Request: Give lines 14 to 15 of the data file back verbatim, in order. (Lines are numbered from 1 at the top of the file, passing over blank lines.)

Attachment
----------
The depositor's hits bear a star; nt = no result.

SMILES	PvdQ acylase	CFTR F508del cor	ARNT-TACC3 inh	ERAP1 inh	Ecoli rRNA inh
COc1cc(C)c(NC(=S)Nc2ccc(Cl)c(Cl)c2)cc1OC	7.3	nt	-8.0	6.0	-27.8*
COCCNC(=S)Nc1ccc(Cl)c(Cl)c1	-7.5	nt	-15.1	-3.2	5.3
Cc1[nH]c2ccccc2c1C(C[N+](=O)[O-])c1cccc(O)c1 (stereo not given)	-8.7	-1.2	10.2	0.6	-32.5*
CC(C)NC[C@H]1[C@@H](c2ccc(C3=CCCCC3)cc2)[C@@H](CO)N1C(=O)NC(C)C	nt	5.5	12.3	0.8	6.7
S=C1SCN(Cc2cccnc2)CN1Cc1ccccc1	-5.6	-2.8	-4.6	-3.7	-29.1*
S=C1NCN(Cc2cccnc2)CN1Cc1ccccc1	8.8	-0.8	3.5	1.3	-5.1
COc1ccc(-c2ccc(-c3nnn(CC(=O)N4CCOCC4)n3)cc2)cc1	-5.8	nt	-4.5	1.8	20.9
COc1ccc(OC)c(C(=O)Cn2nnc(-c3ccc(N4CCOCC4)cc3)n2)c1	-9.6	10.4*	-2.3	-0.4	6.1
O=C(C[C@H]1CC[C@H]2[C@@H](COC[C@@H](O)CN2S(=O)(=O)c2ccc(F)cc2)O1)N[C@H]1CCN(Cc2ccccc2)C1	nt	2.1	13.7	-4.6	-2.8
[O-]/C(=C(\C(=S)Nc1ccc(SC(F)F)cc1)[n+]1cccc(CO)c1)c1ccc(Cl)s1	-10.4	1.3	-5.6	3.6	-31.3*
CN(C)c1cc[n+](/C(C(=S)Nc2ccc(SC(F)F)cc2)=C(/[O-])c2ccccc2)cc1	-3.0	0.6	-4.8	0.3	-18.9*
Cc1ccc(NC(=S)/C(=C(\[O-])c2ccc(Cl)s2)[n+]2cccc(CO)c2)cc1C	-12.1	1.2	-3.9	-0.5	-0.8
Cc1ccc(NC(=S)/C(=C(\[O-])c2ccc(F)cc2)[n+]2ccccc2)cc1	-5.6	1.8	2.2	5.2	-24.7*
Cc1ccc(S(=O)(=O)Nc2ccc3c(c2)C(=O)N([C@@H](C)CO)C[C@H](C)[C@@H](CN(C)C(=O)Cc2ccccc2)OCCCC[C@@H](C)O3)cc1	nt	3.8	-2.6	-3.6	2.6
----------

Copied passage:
Cc1ccc(NC(=S)/C(=C(\[O-])c2ccc(Cl)s2)[n+]2cccc(CO)c2)cc1C	-12.1	1.2	-3.9	-0.5	-0.8
Cc1ccc(NC(=S)/C(=C(\[O-])c2ccc(F)cc2)[n+]2ccccc2)cc1	-5.6	1.8	2.2	5.2	-24.7*